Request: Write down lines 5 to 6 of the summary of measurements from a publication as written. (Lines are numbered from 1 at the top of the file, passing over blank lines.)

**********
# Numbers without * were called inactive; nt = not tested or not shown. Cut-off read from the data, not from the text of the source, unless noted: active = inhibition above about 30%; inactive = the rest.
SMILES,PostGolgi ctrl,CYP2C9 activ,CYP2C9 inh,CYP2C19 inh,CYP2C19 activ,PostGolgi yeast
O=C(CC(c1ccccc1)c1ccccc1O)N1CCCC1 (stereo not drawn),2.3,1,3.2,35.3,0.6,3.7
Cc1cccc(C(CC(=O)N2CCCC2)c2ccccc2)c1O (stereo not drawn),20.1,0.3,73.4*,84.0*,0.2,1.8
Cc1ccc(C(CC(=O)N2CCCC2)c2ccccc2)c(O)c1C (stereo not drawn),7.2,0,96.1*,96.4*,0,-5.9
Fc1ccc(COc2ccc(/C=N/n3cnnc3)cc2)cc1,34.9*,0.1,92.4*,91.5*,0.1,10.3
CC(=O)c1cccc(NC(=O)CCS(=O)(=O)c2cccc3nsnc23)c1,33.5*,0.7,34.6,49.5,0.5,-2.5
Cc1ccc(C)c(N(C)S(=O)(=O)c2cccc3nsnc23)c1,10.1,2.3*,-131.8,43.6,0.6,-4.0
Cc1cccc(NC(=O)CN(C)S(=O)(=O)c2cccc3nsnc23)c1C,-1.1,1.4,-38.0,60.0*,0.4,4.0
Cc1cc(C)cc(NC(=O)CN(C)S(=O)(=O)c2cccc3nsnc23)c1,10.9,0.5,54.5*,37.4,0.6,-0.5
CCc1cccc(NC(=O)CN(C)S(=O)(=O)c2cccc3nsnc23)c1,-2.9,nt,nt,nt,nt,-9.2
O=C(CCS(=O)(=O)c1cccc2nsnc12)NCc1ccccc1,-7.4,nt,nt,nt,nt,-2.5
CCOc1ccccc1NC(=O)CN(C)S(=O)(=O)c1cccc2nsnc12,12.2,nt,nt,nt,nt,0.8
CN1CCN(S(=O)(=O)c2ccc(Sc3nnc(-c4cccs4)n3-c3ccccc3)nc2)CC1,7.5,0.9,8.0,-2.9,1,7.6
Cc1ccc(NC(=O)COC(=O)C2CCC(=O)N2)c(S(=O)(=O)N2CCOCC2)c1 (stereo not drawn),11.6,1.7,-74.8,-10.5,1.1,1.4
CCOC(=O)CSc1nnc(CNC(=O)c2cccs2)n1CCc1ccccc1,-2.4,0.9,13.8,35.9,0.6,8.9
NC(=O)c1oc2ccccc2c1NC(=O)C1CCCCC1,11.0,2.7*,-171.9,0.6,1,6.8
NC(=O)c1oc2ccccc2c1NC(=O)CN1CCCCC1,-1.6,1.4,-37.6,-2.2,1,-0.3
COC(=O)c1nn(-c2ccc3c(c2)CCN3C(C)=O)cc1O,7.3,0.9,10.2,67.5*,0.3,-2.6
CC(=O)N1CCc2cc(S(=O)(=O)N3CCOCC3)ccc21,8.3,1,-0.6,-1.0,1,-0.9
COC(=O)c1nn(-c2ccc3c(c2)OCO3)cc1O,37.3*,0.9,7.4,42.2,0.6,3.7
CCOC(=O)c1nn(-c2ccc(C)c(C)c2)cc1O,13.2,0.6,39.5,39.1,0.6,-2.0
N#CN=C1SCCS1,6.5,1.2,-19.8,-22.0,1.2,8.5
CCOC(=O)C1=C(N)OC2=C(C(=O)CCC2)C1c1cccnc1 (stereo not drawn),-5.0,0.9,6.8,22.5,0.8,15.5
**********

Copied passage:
Cc1ccc(C(CC(=O)N2CCCC2)c2ccccc2)c(O)c1C (stereo not drawn),7.2,0,96.1*,96.4*,0,-5.9
Fc1ccc(COc2ccc(/C=N/n3cnnc3)cc2)cc1,34.9*,0.1,92.4*,91.5*,0.1,10.3